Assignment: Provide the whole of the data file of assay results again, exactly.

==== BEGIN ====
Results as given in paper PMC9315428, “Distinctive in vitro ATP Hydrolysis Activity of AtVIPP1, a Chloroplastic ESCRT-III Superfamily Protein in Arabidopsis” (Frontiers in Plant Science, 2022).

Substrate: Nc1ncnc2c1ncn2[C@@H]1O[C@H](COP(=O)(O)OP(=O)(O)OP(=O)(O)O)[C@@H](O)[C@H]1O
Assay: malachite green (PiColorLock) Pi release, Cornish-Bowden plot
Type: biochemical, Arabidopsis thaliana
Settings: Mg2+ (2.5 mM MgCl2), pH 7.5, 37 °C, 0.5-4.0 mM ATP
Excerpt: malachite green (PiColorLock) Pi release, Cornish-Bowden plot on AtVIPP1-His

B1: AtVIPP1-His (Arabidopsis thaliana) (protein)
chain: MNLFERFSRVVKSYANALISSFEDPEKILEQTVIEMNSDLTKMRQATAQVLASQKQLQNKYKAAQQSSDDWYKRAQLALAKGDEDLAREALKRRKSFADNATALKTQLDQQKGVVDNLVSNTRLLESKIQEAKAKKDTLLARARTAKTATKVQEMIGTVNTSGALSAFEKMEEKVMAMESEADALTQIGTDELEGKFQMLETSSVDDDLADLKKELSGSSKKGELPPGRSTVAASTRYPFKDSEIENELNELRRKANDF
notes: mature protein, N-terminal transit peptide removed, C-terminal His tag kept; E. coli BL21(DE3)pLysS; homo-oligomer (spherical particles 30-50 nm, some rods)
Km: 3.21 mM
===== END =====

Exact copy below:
Results as given in paper PMC9315428, “Distinctive in vitro ATP Hydrolysis Activity of AtVIPP1, a Chloroplastic ESCRT-III Superfamily Protein in Arabidopsis” (Frontiers in Plant Science, 2022).

Substrate: Nc1ncnc2c1ncn2[C@@H]1O[C@H](COP(=O)(O)OP(=O)(O)OP(=O)(O)O)[C@@H](O)[C@H]1O
Assay: malachite green (PiColorLock) Pi release, Cornish-Bowden plot
Type: biochemical, Arabidopsis thaliana
Settings: Mg2+ (2.5 mM MgCl2), pH 7.5, 37 °C, 0.5-4.0 mM ATP
Excerpt: malachite green (PiColorLock) Pi release, Cornish-Bowden plot on AtVIPP1-His

B1: AtVIPP1-His (Arabidopsis thaliana) (protein)
chain: MNLFERFSRVVKSYANALISSFEDPEKILEQTVIEMNSDLTKMRQATAQVLASQKQLQNKYKAAQQSSDDWYKRAQLALAKGDEDLAREALKRRKSFADNATALKTQLDQQKGVVDNLVSNTRLLESKIQEAKAKKDTLLARARTAKTATKVQEMIGTVNTSGALSAFEKMEEKVMAMESEADALTQIGTDELEGKFQMLETSSVDDDLADLKKELSGSSKKGELPPGRSTVAASTRYPFKDSEIENELNELRRKANDF
notes: mature protein, N-terminal transit peptide removed, C-terminal His tag kept; E. coli BL21(DE3)pLysS; homo-oligomer (spherical particles 30-50 nm, some rods)
Km: 3.21 mM